This is an established and older Inn, so we knew going in that we’d be putting in a lot of sweat equity to bring it to the level we think it can excel. 

So... onward and upward!

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Congrats!

Word to the wise from the previously wised up - do not depend on lawyers and accountants to find all the details.

Now is when you have to get all the background you need:

  • Are there any liens on the property?
  • Do they sell gift certificates? How much money is outstanding?
  • Do they take deposits? How much is outstanding?
  • Are there donated gift certificates outstanding? (Your lawyer should request they stop donating free nights.)
  • Do they have employees? Will they stay on?
  • Do they have outstanding unemployment benefits you have to pay back to the state?
  • Who owns the domain name and the website?
  • How will you tell the repeat guests about the changeover?
  • Will you have a training period? How long?
  • Do you have a list of everything that conveys with the sale?
  • Will they continue to take reservations at full price?

I could go on.

Tom
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As always. Mort's advice is dead on.  There can be a significant liability in all of the above, particularly the gift certificates (which never expire) and the freebies, which you should be able to cut off, soon.  In principle, any liabilities should be in their books as monies received.  They should open this up to you.  See if you can hold back a piece of final payment for a year, for their past accounts to make good.  Can be in escrow. I sold a business and had $$ held out and I had to carry liability insurance for a few years as well.

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Great list Morticia! Some of these we have already addressed but you bring up even more good ones. Thanks!

Morticia wrote:

Congrats!

Word to the wise from the previously wised up - do not depend on lawyers and accountants to find all the details.

Now is when you have to get all the background you need:

  • Are there any liens on the property?
  • Do they sell gift certificates? How much money is outstanding?
  • Do they take deposits? How much is outstanding?
  • Are there donated gift certificates outstanding? (Your lawyer should request they stop donating free nights.)
  • Do they have employees? Will they stay on?
  • Do they have outstanding unemployment benefits you have to pay back to the state?
  • Who owns the domain name and the website?
  • How will you tell the repeat guests about the changeover?
  • Will you have a training period? How long?
  • Do you have a list of everything that conveys with the sale?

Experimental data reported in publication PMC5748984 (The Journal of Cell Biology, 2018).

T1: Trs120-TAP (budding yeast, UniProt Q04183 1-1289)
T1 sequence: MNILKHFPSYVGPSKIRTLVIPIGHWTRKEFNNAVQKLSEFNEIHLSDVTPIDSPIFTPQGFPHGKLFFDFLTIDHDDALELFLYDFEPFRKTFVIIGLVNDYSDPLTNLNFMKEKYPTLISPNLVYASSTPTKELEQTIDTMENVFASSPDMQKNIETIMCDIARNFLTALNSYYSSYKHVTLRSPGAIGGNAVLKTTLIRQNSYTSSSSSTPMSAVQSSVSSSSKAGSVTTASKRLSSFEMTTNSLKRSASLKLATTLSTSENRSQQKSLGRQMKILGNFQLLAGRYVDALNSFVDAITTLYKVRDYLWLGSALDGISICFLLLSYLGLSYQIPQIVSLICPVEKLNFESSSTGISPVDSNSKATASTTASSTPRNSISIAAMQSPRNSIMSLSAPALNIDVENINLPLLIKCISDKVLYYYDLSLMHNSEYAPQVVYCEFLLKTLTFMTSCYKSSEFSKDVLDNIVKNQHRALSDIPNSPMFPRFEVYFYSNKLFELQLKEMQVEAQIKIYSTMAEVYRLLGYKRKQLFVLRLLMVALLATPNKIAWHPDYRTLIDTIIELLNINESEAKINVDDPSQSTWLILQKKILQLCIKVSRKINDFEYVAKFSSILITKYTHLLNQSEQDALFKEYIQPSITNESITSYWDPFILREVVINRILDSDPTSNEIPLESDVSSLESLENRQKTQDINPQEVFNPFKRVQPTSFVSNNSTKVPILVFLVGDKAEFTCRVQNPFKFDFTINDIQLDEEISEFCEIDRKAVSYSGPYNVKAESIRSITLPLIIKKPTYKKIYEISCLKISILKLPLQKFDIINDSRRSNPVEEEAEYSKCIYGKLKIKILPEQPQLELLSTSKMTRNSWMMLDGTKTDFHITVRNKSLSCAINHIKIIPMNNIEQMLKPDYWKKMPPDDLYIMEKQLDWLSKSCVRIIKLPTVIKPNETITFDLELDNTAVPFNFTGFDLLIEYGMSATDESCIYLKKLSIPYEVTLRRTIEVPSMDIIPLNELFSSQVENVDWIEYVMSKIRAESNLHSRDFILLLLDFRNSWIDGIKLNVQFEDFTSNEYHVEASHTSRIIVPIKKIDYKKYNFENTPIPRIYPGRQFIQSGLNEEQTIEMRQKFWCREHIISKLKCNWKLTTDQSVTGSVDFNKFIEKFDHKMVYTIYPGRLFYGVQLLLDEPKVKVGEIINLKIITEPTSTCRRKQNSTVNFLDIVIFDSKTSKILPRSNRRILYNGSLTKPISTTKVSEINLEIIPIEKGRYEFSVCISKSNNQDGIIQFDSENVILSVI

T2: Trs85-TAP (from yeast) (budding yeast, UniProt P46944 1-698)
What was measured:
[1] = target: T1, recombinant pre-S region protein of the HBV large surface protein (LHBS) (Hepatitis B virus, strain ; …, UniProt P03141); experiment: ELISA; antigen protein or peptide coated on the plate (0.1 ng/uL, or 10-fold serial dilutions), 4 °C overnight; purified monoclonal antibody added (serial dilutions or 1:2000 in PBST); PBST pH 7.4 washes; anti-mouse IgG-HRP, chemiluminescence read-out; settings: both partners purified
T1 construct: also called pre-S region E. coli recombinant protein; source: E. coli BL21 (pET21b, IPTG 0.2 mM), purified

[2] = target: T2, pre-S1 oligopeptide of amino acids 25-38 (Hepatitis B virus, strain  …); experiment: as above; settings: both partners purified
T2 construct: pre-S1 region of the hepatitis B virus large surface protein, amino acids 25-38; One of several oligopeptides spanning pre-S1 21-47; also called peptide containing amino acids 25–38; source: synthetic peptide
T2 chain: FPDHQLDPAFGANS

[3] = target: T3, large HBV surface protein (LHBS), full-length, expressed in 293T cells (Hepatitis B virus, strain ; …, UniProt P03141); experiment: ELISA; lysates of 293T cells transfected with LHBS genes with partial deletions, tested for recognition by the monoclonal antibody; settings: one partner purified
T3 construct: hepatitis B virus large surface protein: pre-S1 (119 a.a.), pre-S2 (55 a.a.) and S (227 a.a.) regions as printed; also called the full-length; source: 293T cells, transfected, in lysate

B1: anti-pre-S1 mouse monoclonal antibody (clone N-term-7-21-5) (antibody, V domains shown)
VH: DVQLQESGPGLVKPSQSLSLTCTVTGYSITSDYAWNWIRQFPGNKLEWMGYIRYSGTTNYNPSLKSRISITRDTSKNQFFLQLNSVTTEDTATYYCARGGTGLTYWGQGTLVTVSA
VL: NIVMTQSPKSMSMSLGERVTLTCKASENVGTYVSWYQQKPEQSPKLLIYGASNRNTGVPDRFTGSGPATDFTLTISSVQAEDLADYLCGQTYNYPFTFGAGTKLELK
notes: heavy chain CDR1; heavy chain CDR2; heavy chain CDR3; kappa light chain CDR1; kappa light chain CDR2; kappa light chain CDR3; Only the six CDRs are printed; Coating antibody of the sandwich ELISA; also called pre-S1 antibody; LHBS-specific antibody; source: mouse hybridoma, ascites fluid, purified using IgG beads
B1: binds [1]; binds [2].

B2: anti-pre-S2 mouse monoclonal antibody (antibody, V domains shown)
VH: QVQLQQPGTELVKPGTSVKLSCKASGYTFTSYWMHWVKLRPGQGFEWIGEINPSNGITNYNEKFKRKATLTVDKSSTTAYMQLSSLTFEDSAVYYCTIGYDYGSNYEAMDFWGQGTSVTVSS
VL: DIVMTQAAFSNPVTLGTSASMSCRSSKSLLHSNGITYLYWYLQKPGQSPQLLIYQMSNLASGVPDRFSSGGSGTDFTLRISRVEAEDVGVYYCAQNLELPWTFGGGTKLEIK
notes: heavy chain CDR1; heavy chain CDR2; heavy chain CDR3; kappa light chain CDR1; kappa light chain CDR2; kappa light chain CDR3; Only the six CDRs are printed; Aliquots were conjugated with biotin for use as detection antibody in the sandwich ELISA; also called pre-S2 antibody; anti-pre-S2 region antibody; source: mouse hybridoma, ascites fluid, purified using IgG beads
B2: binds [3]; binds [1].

• Will they continue to take reservations at full price?

I could go on.

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Maybe add to that:

Where are their advertising dollars spent (so you don't miss being in the upcoming: publications/print or online ads, chamber of commerce membership, etc...)

Is there a documented list of menu items they normally offer? (with recipes)

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Northern Dreamer wrote:

Maybe add to that:

Where are their advertising dollars spent (so you don't miss being in the upcoming: publications/print or online ads, chamber of commerce membership, etc...)

Is there a documented list of menu items they normally offer? (with recipes)

Good ones! Our sellers let everything lapse. They kept telling us WE should pay for everything 3 months before the closing. What? Why are we paying for their advertising? What if the sale fell thru?

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Have they kept records of previous guests? (for promos, specific marketing, etc...)

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That's an interesting list because.....DH and I are starting to think about moving on and I've been thinking about the mechanics of passing the business on to someone else. We've done B&B for 15 years now, DH is fed up with it and I'm getting there, plus he's 60 now and I'm not far behind and we don't want to do this the rest of our lives. Someone recently described B&B as a jail sentence and that struck a cord with me.

The only thing we haven't worked out is where do we go and what do we do. We both want a large garden (this one is too hilly to do much with) but I don't want to retire, I'd go batty being at home all day.

 

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Ah yes. Kilohana turned 60 this year.

Do you imagine staying in the area you are now? We thought it was nice there. Somewhere warmer? 

We have been ruminating on those questions for a couple of years now. I think we will likely stay in our area at least part of the year and we both now have a couple of things we would like to do once our innkeeping days end.

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We too have been ruminating about a move for the past couple of years.

At the moment we're looking at properties down the South of England. The Scottish Highlands are beautiful but the summers are short and the winters long and wet.